High blood pressure is sometimes called the “silent killer.” Even when the blood pressure is extremely high, the patient may have no symptoms. High blood pressure (the medical term is hypertension) occurs when the force of the blood pumping against the walls of the blood vessels damages the arteries. Untreated hypertension can cause heart attacks and strokes, damage the heart and cause heart failure.
Some risk factors are genetic. A family may have a history of hypertension through several generations. Certain groups, like African Americans, are more susceptible to hypertension. Hypertension is more likely to appear as people get older because the walls of the blood vessels become less flexible. Being overweight, obese or unfit increases the risk of hypertension. Heavy drinking and smoking (or the use of tobacco in any form) increase the risk of hypertension. Chronic stress is a risk factor, as are too much salt or too little potassium in the diet. Low vitamin D levels may also increase the risk of hypertension.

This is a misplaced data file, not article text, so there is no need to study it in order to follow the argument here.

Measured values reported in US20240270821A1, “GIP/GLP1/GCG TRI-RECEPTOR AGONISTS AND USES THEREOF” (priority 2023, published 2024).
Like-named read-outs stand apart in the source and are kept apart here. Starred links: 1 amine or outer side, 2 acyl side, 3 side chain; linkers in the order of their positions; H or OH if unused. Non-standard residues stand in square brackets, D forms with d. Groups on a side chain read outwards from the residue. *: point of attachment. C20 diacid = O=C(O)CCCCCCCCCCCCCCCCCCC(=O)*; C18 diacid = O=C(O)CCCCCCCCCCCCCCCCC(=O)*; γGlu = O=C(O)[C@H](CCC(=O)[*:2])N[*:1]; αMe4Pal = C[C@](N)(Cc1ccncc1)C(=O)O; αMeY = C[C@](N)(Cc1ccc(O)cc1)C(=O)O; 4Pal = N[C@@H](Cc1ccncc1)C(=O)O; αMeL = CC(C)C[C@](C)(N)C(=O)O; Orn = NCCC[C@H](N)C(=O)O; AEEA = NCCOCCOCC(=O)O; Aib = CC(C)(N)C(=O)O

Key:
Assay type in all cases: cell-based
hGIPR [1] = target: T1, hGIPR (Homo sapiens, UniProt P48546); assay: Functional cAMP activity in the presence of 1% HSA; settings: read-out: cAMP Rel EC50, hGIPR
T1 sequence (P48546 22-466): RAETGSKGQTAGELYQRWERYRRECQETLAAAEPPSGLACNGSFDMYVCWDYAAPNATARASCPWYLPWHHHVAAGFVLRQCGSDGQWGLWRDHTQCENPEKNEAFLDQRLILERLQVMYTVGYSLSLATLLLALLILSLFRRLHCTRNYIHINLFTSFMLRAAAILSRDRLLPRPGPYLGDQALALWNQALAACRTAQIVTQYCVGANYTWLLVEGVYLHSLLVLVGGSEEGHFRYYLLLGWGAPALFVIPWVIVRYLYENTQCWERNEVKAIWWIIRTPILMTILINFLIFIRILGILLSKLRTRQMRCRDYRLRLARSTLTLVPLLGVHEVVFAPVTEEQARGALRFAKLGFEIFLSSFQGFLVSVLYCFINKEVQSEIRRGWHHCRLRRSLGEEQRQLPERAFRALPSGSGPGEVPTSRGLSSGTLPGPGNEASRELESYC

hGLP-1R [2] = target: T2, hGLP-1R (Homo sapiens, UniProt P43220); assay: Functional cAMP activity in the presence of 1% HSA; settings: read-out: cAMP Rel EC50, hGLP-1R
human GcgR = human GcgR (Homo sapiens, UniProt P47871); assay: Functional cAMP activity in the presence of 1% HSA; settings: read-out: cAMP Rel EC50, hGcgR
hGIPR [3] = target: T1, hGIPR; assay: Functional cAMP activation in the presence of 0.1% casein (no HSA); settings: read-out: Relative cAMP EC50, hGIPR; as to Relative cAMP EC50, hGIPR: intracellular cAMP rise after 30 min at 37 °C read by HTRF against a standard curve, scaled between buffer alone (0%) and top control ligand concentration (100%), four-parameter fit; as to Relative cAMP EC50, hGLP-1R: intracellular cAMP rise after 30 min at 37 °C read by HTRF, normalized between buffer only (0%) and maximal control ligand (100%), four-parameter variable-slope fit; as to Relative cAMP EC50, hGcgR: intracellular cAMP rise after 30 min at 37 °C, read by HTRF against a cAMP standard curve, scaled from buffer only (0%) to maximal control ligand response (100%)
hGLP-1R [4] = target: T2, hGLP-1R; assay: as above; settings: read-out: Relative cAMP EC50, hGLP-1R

A number of medications are available to treat hypertension. Beta-blockers make the heart beat more slowly and with less force; they also expand the blood vessels. Medications to relax blood vessels include ACE inhibitors, calcium channel blockers, and ARBs. To reduce excess fluid in the body, doctors use diuretics or water pills. Other medications may affect hormones or chemicals in the body that lower the blood pressure or make the heart beat more slowly.
Lifestyle changes like quitting smoking and weight loss are usually part of a doctor's recommendations to manage high blood pressure. A healthy diet with plenty of vegetables and fruits is important and helps people lose or control their weight. Regular exercise has multiple benefits: heart fitness, weight loss, stress reduction and the promotion of circulation. People with hypertension should limit alcohol -- two drinks a day for men and one for women. These lifestyle changes may be enough to resolve mild hypertension.
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